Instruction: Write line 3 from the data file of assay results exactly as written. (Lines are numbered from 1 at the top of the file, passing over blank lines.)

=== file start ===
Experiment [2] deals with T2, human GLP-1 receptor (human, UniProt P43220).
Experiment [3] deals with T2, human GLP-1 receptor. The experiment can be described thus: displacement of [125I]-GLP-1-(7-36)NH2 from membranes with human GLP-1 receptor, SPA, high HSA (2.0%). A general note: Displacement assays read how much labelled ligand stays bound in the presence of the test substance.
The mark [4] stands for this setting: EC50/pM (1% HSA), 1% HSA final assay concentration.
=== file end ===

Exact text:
The mark [4] stands for this setting: EC50/pM (1% HSA), 1% HSA final assay concentration.